Accra, 1966

In 1957 under the leadership of Kwame Nkrumah, Ghana was the first sub-Saharan African country to gain independence from colonial power, as the wave of liberation movements successfully swept across the continent. Later, in 1965 the white ruling class of Rhodesia (now Zimbabwe) declared their freedom from Britain. Ghana criticized the UK for allowing the […]

Addis Ababa, 1991

Mengistu Haile Mariam was the leader of Ethiopia from 1977 to 1991 and chairman of the military junta that governed the country until his overthrow. During that time, Mengistu pursued an autocratic politics that led to thousands of Ethiopians being killed. The statue of Vladimir Lenin in Addis Ababa was an important government monument representing […]

San Cristobal de las Casas

The statue of Diego de Mazariegos was toppled on the Christopher Columbus quincentennial, on 12 October 1992. He has been awarded monumental status for his pivotal role in the colonisation of the Chiapas region of Mexico. According to Thomas Benjamin (Professor of Latin American History at Central Michigan University), “One marcher knocked the statue off […]


The Confederate Soldiers Monument (“The Boys Who Wore Gray”) was a memorial to the soldiers from Durham County who fought for the Confederate States in the American Civil War. The monument was erected in 1924 – nearly sixty years after the end of the Civil War – in front of the Old Durham County Courthouse […]

Madrid, 1936

During the Spanish Civil War (1936-39) iconoclastic activity directed at churches, monasteries and Catholic monuments spread throughout the country. The ‘execution’ of the Sacred Heart of Jesus by militia at Cerro de Los Ángeles near Madrid was the most infamous of widespread destruction of religious property. Built in 1919, it was inaugurated by King Alfonso […]

Tehran, 1979

Reza Shah Pahlavi ruled Iran until the British removed him in 1941, leading to the democratic election of President Mohammad Mossadegh in 1951. However, after he nationalized the Anglo-Iranian Oil Company two years later, Mossadegh was overthrown in a CIA-backed coup. Mohammad Reza, the son of the previous leader Reza Shah Pahlavi, was then installed […]


In a video posted online on 26 February 2015, the Islamic State of Iraq and Levant (ISIL) entered the Mosul Museum in Iraq to destroy ancient Assyrian and Akkadian artifacts they deemed “idolatrous.” Members of the group are seen pushing over statues and using jackhammers and sledgehammers to deface others. However, not all of the […]


In 1966, China’s Communist leader Mao Zedong launched the Cultural Revolution to reassert his authority over the Chinese government. Mao called on the nation’s youth to purge the ‘impure’ elements of traditional Buddhist and Daoist society to revive the revolutionary spirit. Red Guards destroyed statues across the county, including this one in Harbin, while exiling, […]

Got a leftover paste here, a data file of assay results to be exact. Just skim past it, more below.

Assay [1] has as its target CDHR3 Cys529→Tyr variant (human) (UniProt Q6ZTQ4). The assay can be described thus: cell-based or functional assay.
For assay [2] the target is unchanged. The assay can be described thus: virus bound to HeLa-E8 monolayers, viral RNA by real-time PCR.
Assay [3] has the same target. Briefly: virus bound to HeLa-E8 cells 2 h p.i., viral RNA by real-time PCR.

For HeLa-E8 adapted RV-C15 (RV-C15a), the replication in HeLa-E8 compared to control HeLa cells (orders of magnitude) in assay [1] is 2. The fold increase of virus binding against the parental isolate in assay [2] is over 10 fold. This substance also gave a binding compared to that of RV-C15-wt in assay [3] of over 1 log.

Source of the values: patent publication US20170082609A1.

Fort-de-France, 1991

Josephine was the wife of Napoleon I and the first Empress of France after he proclaimed himself Emperor. She was the daughter of a powerful sugar plantation owner in Fort-de-France, Martinique, who claimed ownership of over 300 enslaved people. It is believed that Josephine persuaded Napoleon to re-establish slave labour soon after it was abolished […]

Budapest, 1956

Sam Durant captures a pivotal moment in the escalation of the Cold War, as Hungarians rebelled against Soviet control in Budapest. In 1956 the Stalinist leader, Mátyás Rákosi was overthrown and Hungarian resistance moved into the streets. The massive statue of Joseph Stalin in central Budapest was pulled down in October, but by December the […]

Utrecht, 1572

  In 1517, a German professor of theology named Martin Luther nailed his Ninety-Five Theses — which objected to various practices of the Catholic Church — to the door of a church in Wittenberg, Germany. Soon after, the Iconoclastic Fury swept across much of Europe, justified by the belief that statues in a house of […]

Paris, 1871

The Paris Commune was a revolutionary socialist regime against the French government that seized power for three months, 18 March – 28 May 1871. Erected by Napoleon to celebrate French military victories, the Vendôme Column was considered a “symbol of brutal force and false glory” by the Paris Commune, and the famous painter Gustave Courbet […]

Sam Durant: Iconoclasm

For thousands of years monuments have been constructed by one culture, only to be destroyed by another as attitudes, beliefs and structures of power shift and change. The culture wars are nothing new. All around the University of Essex are sited Sam Durant’s large scale drawings from the series Iconoclasm, depicting acts of destruction enacted […]